How do people buy these days?

Original Article by Tom McGee

Day after day multitudes go to their town plazas and local shopping centers to purchase the goods and services they want and need. This can be anything from the weekly grocery trip to apparel shopping to a haircut, and anything you can imagine.

The median age in America is 35.3 and 74 % of the population is 18 years and older – that is a significant amount of spending power currently in the economy.

Each month adult consumers make an average of 22.5 visits to retail real estate properties. When you look at these visits holistically, you find that those visits add up to a total of 4.6B visits every month. A far cry from the retail apocalypse that has been repeatedly cited in the media.

On average, consumers visit their local mall 1.7 times, open-air centers 4.4 times and freestanding establishments 16.4 times each month. Those visits result in significant spending that averages approximately $250, $600 and $600, respectively, over the course of the month. 

Malls

Today’s mall has been designed to attract consumers through a carefully curated mix of tenants. On average, 53 percent of adults go to the mall at least two times per month. That means that nearly 8M people visit their local mall every day and this number has held strong over the past three years.

Open-Air

Open-air centers are the center of most communities. These include neighborhood centers with a grocery anchor, and centers that house big box stores that serve as an anchor for a variety of other merchants.

How do we shop?

Physical stores are where brands meet their customers and offer them what they cannot get online: human interaction. In turn, the knowledge gained from the in-person interaction allows retailers to create an even more personalized experience for the customer along the next steps in their purchasing journey.

The synergy between physical and digital retail continues to strengthen as consumers demand a seamless experience when making a purchase. In fact, what we are seeing is a retail renaissance as the industry changes to adjust to the new demands of consumers, to include both brick-and-mortar and online shopping. 

Who is shopping?

Millennials

Millennials, the oldest of whom are in their mid- to late-30s, are more inclined to spend on experience than other generations. Heavily influenced by the Great Recession in 2008 and starting families later, they are less focused on tangible goods and more focused on creating memories. That means eating out, going to the movies, seeing live music, or shows, and other experiences take priority.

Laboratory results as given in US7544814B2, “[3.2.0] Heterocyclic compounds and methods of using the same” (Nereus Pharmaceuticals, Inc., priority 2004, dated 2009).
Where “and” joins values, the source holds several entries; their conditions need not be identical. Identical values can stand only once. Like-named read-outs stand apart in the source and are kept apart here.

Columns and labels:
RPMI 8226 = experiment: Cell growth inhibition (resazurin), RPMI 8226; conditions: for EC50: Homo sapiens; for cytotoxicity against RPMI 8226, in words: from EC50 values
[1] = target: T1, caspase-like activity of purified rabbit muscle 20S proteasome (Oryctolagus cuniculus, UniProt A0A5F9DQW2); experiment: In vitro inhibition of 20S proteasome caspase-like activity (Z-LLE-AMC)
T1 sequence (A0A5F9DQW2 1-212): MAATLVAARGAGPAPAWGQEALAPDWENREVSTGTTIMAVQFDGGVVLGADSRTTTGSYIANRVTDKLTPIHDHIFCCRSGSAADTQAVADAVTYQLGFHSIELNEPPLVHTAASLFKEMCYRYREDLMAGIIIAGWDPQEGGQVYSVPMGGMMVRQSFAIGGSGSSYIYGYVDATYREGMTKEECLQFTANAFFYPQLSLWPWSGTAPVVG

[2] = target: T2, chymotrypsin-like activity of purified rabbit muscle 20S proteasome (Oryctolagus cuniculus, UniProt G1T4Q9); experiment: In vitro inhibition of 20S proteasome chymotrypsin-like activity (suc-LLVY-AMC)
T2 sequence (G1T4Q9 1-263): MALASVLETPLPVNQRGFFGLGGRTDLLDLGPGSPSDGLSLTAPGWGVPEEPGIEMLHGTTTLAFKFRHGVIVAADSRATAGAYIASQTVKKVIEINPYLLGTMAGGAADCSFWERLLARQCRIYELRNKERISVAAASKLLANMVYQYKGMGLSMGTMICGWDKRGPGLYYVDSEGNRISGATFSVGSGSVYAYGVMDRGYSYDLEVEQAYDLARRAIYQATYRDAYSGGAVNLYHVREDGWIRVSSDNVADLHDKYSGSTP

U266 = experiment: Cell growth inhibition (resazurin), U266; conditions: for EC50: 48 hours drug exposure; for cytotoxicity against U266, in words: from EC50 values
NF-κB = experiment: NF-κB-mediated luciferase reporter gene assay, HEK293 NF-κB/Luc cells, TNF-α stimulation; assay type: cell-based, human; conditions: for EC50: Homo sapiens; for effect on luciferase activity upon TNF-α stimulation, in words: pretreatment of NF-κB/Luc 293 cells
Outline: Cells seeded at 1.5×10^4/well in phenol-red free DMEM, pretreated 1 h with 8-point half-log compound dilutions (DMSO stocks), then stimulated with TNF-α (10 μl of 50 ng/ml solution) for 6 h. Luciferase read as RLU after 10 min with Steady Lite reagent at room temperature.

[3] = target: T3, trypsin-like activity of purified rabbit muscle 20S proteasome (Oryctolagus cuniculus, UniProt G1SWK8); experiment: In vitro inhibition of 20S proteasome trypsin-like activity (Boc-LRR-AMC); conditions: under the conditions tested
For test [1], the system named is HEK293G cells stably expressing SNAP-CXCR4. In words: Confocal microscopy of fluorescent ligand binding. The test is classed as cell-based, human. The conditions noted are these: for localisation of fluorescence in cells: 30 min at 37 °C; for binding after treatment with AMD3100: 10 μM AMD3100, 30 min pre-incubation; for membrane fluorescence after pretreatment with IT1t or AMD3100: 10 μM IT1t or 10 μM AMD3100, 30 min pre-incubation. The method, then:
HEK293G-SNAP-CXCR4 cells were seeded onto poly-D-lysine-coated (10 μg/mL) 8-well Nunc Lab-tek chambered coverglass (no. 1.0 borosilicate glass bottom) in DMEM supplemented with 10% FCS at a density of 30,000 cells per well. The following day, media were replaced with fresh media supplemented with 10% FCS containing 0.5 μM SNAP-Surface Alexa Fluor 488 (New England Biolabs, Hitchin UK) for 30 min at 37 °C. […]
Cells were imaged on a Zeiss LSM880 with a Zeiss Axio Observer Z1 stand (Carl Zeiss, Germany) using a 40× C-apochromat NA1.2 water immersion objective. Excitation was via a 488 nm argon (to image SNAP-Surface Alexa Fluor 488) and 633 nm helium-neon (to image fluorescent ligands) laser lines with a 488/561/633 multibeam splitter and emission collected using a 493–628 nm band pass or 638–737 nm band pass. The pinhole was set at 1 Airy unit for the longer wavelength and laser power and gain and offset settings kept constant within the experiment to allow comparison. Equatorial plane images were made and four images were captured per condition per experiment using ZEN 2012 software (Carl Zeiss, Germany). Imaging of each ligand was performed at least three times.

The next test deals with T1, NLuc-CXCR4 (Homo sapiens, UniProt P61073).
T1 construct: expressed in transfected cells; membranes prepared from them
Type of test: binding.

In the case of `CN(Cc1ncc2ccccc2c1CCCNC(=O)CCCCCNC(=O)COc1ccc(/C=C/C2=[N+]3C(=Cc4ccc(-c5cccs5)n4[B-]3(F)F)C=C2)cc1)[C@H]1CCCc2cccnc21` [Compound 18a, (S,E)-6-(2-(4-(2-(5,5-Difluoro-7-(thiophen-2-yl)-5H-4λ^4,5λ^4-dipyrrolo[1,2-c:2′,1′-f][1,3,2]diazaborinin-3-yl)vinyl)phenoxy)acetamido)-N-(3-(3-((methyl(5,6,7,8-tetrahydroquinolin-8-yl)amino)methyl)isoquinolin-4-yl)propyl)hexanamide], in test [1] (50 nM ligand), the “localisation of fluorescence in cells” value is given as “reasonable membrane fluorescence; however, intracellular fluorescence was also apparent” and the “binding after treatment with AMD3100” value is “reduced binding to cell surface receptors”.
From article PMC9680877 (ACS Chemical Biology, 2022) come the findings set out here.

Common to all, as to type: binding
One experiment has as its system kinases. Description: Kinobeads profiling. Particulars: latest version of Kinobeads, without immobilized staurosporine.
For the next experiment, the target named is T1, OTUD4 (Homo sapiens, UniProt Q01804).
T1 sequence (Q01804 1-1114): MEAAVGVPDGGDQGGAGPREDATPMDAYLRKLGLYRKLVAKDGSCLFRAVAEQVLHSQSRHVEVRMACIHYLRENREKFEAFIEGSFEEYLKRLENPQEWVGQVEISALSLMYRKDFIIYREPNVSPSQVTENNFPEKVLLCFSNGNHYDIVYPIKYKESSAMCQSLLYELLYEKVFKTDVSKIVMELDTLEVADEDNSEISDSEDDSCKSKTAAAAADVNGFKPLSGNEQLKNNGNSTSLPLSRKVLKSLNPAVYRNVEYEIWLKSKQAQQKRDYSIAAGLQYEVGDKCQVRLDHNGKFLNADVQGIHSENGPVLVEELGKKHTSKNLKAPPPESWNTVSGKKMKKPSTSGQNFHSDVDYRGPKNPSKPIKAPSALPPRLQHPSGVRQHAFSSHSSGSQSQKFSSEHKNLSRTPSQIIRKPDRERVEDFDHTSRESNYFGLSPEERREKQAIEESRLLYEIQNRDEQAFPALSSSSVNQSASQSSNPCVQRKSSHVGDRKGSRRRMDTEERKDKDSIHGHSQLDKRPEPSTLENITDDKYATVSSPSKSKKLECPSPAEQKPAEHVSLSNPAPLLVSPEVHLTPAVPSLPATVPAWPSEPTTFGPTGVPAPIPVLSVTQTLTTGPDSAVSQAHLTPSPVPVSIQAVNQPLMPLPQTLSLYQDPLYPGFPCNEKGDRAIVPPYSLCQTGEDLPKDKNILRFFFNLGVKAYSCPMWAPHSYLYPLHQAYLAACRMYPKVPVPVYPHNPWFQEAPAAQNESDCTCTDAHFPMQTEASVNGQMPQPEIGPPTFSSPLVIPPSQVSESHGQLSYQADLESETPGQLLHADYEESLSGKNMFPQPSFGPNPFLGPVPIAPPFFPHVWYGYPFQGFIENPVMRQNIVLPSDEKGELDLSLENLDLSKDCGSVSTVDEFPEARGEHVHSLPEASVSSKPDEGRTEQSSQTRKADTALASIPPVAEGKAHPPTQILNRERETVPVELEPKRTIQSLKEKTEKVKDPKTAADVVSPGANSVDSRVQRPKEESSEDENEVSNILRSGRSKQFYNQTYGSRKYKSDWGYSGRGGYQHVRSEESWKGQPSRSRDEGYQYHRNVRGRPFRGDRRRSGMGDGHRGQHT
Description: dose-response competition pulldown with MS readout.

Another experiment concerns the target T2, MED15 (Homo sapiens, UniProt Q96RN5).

The synergy between physical and digital retail continues to strengthen as consumers demand a seamless experience when making a purchase. In fact, what we are seeing is a retail renaissance as the industry changes to adjust to the new demands of consumers, to include both brick-and-mortar and online shopping. 

Gen X

Gen X are the big spenders: Despite being the smallest generation, they are the highest median wage earners ($85,000 per year), hold the largest spending power, and have an average household size of 3.2 people. Gen X is more likely than Millennials to have families, and their spending reflects that: they’re buying groceries, clothes, household wares, and other goods that a family might need far more than experiences or dining.

Baby Boomers

The generation of Post World War II babies, the Baby Boomers, may be heading toward retirement but are still active contributors to the economy. With a median income of $77,600 a year, this generation is aging out of their prime consumption years and shifting their focus from spending on their children to spending on themselves.

The Future

Finally, the future ultimately depends on the demands of Gen Z, the oldest of whom are just beginning to graduate from college. As the first digitally native generation, they also crave social interaction.   In fact, our study shows they frequently visit the mall (95 percent made and average of 8.6 visits in a three-month period). Most importantly, they don’t see physical stores going away in the next five years. Gen Z is likely to continue the trend of shopping in-store just as the generations before them have done.

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